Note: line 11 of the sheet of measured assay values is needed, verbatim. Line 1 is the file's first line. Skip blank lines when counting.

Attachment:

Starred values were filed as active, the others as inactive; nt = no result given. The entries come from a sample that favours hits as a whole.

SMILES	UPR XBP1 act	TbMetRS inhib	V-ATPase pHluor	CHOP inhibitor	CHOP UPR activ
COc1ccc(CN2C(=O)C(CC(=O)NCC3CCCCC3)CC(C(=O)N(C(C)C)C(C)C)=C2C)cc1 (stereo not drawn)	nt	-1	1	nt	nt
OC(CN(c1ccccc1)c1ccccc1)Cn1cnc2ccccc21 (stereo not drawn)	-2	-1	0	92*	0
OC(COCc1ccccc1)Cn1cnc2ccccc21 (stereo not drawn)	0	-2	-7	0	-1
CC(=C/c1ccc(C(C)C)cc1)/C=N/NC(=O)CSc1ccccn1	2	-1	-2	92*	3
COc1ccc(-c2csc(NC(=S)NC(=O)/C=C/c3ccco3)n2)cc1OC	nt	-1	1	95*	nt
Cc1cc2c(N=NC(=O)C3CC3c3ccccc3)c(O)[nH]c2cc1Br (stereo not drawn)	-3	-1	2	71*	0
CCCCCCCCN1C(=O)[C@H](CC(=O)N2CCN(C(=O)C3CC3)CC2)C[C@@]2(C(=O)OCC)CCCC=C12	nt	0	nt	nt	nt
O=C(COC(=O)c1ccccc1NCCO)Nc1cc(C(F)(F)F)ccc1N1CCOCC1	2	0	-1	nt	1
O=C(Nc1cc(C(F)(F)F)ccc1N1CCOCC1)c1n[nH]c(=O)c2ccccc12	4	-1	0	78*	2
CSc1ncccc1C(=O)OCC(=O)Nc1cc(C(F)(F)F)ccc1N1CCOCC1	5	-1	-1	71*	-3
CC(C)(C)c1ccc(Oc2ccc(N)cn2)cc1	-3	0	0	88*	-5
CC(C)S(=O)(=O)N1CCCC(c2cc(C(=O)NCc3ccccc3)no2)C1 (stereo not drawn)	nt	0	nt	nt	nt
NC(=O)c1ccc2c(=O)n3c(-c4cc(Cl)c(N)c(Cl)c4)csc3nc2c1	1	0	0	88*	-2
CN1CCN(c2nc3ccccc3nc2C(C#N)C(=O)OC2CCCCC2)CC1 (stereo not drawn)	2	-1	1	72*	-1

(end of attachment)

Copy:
O=C(Nc1cc(C(F)(F)F)ccc1N1CCOCC1)c1n[nH]c(=O)c2ccccc12	4	-1	0	78*	2